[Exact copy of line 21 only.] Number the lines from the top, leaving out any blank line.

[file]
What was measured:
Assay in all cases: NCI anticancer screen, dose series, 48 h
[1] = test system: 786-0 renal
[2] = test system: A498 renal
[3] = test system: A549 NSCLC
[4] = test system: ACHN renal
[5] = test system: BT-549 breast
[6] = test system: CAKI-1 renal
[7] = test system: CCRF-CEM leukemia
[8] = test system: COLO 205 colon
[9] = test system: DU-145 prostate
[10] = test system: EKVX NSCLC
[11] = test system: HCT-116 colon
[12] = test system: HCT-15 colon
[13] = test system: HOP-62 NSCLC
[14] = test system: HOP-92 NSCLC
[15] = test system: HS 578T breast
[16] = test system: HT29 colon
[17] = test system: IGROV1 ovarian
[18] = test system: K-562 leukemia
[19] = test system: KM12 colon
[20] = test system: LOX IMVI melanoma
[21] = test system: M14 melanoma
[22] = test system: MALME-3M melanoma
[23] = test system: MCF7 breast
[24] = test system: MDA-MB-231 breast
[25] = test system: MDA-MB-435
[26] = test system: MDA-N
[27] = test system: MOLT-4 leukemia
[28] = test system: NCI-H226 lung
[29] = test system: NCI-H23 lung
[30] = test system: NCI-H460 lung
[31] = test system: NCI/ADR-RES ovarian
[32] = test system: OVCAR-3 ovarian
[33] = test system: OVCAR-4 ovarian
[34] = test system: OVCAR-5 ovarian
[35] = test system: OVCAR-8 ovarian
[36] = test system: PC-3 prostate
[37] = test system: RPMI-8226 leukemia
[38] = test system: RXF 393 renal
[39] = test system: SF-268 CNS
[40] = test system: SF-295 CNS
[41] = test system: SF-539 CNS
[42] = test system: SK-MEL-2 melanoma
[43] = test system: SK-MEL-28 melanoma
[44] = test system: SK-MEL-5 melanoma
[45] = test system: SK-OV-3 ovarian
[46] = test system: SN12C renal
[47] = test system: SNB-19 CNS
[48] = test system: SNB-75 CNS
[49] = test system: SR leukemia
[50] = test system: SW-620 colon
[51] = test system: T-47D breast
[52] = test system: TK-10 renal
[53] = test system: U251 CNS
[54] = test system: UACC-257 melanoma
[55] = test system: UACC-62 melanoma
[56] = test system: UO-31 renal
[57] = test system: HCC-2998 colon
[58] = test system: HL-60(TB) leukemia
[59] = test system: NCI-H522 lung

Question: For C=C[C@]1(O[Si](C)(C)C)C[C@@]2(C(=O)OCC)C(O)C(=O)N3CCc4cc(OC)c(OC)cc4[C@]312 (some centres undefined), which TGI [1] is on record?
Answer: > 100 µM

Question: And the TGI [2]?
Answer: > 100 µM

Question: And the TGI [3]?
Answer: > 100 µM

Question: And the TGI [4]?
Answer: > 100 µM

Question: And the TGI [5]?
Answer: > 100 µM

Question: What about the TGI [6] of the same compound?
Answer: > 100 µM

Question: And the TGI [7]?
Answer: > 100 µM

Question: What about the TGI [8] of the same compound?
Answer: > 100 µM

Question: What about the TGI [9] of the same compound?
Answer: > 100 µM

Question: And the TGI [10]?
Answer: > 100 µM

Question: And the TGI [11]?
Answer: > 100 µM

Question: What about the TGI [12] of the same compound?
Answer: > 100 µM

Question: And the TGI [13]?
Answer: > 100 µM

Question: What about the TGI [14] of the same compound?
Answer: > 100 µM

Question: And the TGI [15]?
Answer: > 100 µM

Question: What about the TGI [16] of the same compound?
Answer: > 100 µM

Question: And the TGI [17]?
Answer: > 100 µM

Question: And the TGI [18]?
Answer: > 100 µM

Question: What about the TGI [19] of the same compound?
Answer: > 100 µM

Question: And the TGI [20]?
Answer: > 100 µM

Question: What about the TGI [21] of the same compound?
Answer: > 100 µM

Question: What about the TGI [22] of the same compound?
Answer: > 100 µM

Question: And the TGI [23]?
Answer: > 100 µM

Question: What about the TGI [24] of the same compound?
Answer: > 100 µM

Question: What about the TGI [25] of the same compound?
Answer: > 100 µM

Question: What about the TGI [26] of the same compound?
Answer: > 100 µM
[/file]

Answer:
[19] = test system: KM12 colon